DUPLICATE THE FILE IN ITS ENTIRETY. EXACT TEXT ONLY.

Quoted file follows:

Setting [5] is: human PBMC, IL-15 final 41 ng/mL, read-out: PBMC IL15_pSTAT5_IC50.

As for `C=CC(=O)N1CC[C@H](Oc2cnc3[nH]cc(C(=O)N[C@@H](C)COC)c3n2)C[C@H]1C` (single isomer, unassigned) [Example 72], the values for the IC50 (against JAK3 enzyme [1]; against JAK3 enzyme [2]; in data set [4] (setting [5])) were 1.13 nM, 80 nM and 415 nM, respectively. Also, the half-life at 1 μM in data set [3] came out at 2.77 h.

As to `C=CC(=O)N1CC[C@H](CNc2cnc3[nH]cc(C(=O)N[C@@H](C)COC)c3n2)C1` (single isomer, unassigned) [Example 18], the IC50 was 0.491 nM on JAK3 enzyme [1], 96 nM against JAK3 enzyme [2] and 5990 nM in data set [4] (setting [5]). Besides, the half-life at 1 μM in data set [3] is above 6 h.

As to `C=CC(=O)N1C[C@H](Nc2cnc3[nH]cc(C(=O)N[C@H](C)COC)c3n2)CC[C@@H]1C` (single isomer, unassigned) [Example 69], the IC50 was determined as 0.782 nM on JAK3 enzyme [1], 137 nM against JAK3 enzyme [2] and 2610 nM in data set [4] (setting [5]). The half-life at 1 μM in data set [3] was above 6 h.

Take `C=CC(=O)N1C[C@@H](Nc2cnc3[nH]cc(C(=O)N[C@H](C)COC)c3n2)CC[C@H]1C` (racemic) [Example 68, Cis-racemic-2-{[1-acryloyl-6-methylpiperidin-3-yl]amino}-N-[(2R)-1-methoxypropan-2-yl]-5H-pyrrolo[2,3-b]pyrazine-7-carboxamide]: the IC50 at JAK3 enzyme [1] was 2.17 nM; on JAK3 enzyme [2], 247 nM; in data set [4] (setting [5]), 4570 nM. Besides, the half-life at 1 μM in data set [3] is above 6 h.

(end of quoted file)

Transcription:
Setting [5] is: human PBMC, IL-15 final 41 ng/mL, read-out: PBMC IL15_pSTAT5_IC50.

As for `C=CC(=O)N1CC[C@H](Oc2cnc3[nH]cc(C(=O)N[C@@H](C)COC)c3n2)C[C@H]1C` (single isomer, unassigned) [Example 72], the values for the IC50 (against JAK3 enzyme [1]; against JAK3 enzyme [2]; in data set [4] (setting [5])) were 1.13 nM, 80 nM and 415 nM, respectively. Also, the half-life at 1 μM in data set [3] came out at 2.77 h.

As to `C=CC(=O)N1CC[C@H](CNc2cnc3[nH]cc(C(=O)N[C@@H](C)COC)c3n2)C1` (single isomer, unassigned) [Example 18], the IC50 was 0.491 nM on JAK3 enzyme [1], 96 nM against JAK3 enzyme [2] and 5990 nM in data set [4] (setting [5]). Besides, the half-life at 1 μM in data set [3] is above 6 h.

As to `C=CC(=O)N1C[C@H](Nc2cnc3[nH]cc(C(=O)N[C@H](C)COC)c3n2)CC[C@@H]1C` (single isomer, unassigned) [Example 69], the IC50 was determined as 0.782 nM on JAK3 enzyme [1], 137 nM against JAK3 enzyme [2] and 2610 nM in data set [4] (setting [5]). The half-life at 1 μM in data set [3] was above 6 h.

Take `C=CC(=O)N1C[C@@H](Nc2cnc3[nH]cc(C(=O)N[C@H](C)COC)c3n2)CC[C@H]1C` (racemic) [Example 68, Cis-racemic-2-{[1-acryloyl-6-methylpiperidin-3-yl]amino}-N-[(2R)-1-methoxypropan-2-yl]-5H-pyrrolo[2,3-b]pyrazine-7-carboxamide]: the IC50 at JAK3 enzyme [1] was 2.17 nM; on JAK3 enzyme [2], 247 nM; in data set [4] (setting [5]), 4570 nM. Besides, the half-life at 1 μM in data set [3] is above 6 h.